“This creates a myriad of applications and less consistency,” Lantz said. “This wasn’t intended when the ECA provisions were adopted, but as they’ve been adopted, IMO made these changes.”
Lantz also discussed two aspects of Green House Gas emissions – efficiency and future strategy.
The current path at IMO regarding ship efficiency is reasonably established. There are Energy Efficiency Design Index (EEDI) requirements for new ships, while existing ships must follow requirements in the Ship’s Energy Efficiency Management Plan. Lantz said industry should expect continual adjustments to the EEDI baselines for additional ship types as IMO continues to consider efficiency standards.
There is also the three-step process, applicable to all ships, to gather data on ships’ efficiency, analyze the data, followed by making necessary changes to ships’ efficiency standards. Starting in 2019, ships over 5000 GT and above will have to collect and report fuel consumption data.
Lantz then gave an overview of IMO’s holistic approach to developing a strategy that goes beyond simple ship efficiency. In 2016, at MEPC 70, it developed a “Roadmap for Comprehensive IMO Strategy on Reduction of Greenhouse Gas Emissions from Ships.” In following that Roadmap, IMO is due to complete the Initial Strategy at MEPC 72, April 2018.
To date, they’ve made progress, but Lantz said it has been slow.
“As has been throughout the discussion at IMO when it comes to GHG emissions, there are strong positions held by various groups, including those who want ambitious provisions to reduce GHG emissions as opposed to those that are very wary of any such provisions,” Lantz said. “IMO definitely feels the need to do something – although the maritime is the only mode to develop any mandatory measures to reduce GHG emissions – but there is concern that if IMO cannot reach an agreement, it could result in regional action, which runs counter to IMO’s purpose.”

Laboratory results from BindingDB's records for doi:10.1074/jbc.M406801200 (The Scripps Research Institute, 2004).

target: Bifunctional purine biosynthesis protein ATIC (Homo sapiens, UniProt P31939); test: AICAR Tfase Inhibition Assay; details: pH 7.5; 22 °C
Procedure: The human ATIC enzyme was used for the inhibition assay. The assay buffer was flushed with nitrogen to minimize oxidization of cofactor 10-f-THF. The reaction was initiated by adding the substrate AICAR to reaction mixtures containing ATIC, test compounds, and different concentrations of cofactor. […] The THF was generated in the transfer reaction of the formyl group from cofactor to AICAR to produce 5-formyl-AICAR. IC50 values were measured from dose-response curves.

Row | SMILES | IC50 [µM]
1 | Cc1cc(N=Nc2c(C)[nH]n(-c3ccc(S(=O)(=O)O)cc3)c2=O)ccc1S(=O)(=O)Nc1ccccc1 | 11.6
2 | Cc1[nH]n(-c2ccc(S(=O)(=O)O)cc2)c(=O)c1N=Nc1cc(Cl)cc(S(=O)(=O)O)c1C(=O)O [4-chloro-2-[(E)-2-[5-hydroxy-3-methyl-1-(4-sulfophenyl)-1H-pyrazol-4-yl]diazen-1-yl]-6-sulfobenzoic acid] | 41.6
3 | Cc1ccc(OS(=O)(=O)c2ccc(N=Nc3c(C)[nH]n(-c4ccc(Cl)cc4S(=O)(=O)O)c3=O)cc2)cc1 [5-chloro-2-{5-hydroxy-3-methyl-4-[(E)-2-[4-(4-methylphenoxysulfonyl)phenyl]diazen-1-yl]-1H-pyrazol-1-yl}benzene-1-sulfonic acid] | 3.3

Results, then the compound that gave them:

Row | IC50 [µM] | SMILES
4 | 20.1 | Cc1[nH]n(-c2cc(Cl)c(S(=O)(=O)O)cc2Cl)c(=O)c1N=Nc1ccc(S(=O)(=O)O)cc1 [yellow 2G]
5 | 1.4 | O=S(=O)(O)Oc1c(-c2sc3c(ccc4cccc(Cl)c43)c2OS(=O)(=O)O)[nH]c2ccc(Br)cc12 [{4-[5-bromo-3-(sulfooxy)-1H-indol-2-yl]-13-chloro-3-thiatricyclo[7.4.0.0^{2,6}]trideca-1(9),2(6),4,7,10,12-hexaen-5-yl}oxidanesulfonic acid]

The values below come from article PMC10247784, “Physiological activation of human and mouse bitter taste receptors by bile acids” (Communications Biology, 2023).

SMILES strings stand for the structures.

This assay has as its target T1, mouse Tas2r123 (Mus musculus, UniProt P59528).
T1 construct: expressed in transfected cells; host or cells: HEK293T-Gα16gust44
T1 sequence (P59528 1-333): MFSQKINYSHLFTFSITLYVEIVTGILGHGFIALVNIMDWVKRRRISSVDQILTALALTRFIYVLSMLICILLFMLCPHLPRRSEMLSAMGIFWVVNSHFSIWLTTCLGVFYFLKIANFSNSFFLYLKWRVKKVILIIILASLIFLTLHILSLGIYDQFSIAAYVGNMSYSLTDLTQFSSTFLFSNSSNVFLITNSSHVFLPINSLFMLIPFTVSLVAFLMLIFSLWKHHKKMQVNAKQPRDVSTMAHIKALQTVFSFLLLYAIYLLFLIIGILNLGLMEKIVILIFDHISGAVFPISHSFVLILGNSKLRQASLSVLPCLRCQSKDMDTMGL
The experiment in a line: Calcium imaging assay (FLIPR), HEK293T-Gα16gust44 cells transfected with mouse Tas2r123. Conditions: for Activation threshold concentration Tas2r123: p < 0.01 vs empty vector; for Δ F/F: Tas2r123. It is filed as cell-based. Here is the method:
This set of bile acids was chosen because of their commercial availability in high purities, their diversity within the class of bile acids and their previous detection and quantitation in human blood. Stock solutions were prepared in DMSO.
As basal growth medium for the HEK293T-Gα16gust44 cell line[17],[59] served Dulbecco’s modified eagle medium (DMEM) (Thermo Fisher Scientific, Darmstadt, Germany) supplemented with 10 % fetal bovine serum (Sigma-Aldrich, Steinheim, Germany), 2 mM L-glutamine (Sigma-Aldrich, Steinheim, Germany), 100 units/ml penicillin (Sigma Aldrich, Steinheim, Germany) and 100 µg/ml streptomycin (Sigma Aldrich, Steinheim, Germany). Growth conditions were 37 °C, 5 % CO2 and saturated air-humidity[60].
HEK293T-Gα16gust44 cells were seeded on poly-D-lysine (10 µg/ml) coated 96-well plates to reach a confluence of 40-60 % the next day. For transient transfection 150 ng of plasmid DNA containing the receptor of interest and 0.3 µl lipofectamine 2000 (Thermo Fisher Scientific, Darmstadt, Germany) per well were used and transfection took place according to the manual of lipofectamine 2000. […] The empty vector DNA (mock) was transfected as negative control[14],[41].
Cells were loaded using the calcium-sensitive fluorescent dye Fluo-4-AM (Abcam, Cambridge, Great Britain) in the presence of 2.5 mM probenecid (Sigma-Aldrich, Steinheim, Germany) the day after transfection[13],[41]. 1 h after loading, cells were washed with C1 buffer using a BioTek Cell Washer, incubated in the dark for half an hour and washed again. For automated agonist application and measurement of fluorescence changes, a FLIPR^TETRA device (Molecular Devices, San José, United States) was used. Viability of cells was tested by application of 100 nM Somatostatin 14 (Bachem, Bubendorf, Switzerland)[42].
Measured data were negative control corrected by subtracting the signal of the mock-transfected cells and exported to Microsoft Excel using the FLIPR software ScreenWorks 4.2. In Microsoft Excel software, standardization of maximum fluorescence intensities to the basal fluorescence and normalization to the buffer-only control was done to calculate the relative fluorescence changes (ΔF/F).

Lantz said it comes down to two issues: the level of ambition and its timeframe and the political issues related to GHG emissions. Lantz was cautiously optimistic that IMO would succeed at MEPC 72 in April of this year.
To close, Lantz gave his views on the issue of black carbon in Arctic and that although it is not a significant issue now, IMO and industry must keep an eye on it because it could have a broader impact as Arctic traffic continues to increase.
“It’s not just about HFO [heavy fuel oil]; black carbon essentially comes from almost any carbon-based fuel,” Lantz said. He added that the PPR Subcommittee has agreed on measurement methods, finalized the voluntary reporting protocol, and established a workgroup to assess feasibility of future regulations or guidelines.
Want to read more of our coverage from CMA Shipping 2018? Check out these other posts:
This blog is not a replacement or substitute for the formal posting of regulations and updates or existing processes for receiving formal feedback of the same. Links provided on this blog will direct the reader to official source documents, such as the Federal Register, Homeport and the Code of Federal Regulations. These documents remain the official source for regulatory information published by the Coast Guard.